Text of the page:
While government figures show a decrease in serious fraud, it’s as important as ever to know exactly what to do should your business ever come under scrutiny.
A number of high profile investigations have recently taken place, making it clear that allegations of fraud can be damaging to a person and a company.
If you find yourself or someone connected to your business becoming the subject of an investigation, it would be wise to take appropriate action immediately – and having the right legal expertise is essential.
First4lawyers can provide the knowledge you need to help protect your rights and your business. Get in contact online or by phone.
What is serious fraud?
Fraud is defined as dishonest actions that result in potential or actual financial loss to any person or entity. This includes theft of money or property, either by employees or people who don’t work for the company, by means of deception.
Serious (or complex) fraud is defined using a number of criteria:
- Nature and cost – Have a large number of people been affected by the offence? Has there been significant impact on the victims of the fraud?
- Scale – Is the crime likely to undermine public confidence in the integrity of the UK’s financial markets?
- Financial, factual, or legal complexity – Is the investigation beyond the means of most other law enforcement agencies?
- Nature of the public interest – This usually relates to alleged fraud involving public officials. This is considered to be in the public interest as it could undermine public confidence in the government.
What are the different types of fraud?
There are many different kinds of serious fraud. These include:
- Asset stripping – This involves taking company funds or valuable assets and leaving behind debts.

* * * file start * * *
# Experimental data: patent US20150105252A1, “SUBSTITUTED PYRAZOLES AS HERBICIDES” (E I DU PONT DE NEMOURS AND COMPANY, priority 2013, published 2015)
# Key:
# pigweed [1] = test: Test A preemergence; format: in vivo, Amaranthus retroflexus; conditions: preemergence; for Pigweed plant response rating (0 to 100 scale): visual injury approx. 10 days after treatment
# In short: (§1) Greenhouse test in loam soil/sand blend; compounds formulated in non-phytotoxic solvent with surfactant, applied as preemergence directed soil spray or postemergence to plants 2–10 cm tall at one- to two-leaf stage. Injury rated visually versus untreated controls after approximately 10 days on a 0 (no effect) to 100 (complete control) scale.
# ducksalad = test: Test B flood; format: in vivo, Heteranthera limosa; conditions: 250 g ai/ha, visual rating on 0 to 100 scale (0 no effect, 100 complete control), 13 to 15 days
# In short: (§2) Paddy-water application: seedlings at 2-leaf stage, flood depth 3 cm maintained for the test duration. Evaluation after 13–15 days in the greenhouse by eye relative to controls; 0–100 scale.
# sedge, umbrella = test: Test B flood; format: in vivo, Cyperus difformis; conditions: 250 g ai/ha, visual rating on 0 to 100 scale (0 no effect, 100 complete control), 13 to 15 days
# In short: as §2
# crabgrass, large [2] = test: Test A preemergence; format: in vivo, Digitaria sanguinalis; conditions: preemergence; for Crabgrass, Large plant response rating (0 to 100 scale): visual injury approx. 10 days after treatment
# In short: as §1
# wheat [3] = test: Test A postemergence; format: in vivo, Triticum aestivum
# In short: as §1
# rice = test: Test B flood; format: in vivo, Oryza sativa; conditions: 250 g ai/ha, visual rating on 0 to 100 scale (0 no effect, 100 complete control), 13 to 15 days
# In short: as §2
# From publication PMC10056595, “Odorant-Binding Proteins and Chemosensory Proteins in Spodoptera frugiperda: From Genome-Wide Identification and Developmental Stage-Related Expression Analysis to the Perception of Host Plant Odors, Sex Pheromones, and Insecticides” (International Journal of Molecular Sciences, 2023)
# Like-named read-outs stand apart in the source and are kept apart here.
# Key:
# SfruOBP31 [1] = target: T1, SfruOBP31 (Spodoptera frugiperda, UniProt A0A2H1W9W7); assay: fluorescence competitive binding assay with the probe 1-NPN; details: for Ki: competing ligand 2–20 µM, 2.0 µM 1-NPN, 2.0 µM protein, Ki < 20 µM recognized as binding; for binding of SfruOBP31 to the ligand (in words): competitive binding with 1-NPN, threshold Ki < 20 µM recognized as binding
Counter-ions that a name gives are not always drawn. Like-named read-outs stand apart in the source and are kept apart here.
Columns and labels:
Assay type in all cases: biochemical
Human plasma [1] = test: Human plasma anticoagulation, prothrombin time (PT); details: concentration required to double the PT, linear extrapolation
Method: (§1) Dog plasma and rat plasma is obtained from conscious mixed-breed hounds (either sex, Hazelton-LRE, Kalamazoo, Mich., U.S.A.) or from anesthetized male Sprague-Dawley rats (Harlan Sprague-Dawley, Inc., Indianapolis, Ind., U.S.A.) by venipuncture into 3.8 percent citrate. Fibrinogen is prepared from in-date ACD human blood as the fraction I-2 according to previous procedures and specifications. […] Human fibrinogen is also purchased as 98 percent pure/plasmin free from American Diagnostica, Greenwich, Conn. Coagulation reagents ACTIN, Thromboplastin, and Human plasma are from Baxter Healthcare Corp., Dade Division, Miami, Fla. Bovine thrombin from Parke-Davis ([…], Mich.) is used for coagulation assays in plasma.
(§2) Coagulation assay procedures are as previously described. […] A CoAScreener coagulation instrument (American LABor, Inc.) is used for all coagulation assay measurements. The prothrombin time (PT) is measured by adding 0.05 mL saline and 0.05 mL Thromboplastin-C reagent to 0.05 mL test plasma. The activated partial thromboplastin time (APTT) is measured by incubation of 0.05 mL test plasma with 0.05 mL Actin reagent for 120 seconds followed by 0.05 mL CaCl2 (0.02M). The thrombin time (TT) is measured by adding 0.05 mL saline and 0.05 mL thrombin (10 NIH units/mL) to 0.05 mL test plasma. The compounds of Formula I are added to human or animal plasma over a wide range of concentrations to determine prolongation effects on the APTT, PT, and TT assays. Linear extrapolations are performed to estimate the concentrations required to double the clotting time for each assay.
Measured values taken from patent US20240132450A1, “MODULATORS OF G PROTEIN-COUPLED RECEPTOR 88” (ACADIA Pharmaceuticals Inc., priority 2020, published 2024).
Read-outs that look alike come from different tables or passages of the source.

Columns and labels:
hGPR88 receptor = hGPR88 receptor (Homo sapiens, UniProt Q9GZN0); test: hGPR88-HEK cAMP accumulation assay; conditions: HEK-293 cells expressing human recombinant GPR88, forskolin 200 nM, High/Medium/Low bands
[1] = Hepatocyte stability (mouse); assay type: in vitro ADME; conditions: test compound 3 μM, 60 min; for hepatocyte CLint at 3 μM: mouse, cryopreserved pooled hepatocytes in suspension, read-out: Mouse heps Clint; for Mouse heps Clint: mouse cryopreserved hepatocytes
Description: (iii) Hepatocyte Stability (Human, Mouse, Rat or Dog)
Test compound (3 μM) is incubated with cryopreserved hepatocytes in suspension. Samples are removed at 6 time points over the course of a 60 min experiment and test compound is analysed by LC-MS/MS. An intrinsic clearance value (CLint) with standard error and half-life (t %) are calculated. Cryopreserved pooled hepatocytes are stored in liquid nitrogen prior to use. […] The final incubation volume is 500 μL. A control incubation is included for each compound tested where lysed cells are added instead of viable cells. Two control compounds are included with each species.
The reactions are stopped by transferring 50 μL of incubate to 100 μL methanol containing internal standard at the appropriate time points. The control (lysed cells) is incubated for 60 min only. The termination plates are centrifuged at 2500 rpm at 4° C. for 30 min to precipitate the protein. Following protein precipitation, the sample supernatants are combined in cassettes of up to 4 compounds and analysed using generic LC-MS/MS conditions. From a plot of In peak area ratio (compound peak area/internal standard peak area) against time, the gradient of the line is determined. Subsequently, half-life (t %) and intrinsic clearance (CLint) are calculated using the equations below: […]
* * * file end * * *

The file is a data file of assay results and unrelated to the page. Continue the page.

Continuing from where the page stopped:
- Fraudulent trading – This occurs when a company does business with the intention of defrauding creditors or customers for fraudulent purposes.
- Share ramping – Also referred to as 'book ramping' and ‘pump and dump’. This involves influencing the share price of a company for one’s own profit.
- Publishing false information – This involves creating, destroying, concealing or falsifying accounts, report or records with the intention to mislead people about the company's financial position.
- Corporate corruption – This could involve offering bribes to individuals, agencies, or institutions in order to win a contract.
What are the penalties for serious fraud?
The Fraud Act 2006 states that those making and/or supplying articles for fraudulent means, and those conspiring to defraud face both a fine and up to ten years in prison. Those obtaining services through dishonest means or who possess articles for use in frauds will be punished with up to five years in prison and/or a fine.
Corporate offenders convicted of fraud will receive sentences in line with the ten-step process defined by the UK Sentencing Council, which came into effect on 1st October 2014.
I am under investigation for serious fraud – what should I do?
You should start by seeking the advice of solicitors who specialise in fraud cases. Here at First4lawyers, the solicitors we work with can be put on cases alleging anything from tax evasion, to money laundering and multi-million pound fraud, through to boiler room operations and investment fraud.
If your business is subject to allegations of fraud, you should know that our highly experienced serious fraud lawyers have the expertise to defend you. Just get in touch.